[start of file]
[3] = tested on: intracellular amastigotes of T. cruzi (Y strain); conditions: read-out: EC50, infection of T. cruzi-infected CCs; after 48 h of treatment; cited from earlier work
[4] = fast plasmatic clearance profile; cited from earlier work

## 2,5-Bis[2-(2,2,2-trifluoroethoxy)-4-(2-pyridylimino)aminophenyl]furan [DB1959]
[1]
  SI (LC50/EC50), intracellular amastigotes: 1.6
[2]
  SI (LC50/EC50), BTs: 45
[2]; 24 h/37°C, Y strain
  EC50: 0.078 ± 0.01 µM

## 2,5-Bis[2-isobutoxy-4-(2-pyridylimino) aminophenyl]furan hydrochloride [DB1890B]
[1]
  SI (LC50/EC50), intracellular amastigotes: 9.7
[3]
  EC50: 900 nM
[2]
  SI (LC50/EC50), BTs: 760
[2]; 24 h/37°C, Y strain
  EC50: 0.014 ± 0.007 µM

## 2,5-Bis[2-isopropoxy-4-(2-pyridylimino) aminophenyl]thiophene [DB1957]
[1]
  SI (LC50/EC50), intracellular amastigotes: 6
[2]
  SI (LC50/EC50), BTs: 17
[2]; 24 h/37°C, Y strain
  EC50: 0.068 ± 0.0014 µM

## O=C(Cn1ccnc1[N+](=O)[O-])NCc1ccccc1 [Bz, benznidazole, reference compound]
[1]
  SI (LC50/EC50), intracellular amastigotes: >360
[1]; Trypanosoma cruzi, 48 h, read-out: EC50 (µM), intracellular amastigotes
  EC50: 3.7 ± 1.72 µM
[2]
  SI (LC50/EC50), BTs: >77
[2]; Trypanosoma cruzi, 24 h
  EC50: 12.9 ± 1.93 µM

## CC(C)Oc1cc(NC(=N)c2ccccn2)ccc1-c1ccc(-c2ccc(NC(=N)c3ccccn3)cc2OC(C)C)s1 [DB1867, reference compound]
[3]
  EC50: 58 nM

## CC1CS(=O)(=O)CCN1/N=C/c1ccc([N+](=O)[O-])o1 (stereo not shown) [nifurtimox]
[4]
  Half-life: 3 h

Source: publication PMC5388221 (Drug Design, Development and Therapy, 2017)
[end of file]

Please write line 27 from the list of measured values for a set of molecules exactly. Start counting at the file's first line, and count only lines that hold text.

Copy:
[1]